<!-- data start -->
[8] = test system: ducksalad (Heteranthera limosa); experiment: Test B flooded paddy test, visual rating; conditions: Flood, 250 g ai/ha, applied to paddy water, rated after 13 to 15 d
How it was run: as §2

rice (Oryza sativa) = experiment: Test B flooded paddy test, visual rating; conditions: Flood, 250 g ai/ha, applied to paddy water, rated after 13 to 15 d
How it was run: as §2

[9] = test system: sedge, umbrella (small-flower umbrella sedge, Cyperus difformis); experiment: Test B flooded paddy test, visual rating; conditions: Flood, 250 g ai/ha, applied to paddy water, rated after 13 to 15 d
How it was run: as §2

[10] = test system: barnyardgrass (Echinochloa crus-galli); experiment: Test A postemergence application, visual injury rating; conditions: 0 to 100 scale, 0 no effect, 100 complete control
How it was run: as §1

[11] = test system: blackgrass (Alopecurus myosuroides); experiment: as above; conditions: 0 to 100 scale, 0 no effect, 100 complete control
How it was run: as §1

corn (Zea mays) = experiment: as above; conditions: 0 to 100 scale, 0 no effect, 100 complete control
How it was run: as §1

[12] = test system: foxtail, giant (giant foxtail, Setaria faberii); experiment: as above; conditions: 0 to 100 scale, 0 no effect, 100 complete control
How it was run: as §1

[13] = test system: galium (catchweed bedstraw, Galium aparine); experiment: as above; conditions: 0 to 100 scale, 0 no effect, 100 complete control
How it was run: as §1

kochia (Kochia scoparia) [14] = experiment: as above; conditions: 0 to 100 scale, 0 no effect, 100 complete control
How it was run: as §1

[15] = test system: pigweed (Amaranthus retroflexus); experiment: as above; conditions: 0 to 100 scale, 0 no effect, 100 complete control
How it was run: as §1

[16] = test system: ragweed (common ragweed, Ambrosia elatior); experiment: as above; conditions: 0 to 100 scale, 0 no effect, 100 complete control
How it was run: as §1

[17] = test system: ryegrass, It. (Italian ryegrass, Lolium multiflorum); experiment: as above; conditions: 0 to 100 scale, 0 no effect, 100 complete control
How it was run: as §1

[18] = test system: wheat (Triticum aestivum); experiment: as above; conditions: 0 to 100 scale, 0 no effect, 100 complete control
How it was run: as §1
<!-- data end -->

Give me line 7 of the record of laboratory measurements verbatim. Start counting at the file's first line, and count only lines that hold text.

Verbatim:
[10] = test system: barnyardgrass (Echinochloa crus-galli); experiment: Test A postemergence application, visual injury rating; conditions: 0 to 100 scale, 0 no effect, 100 complete control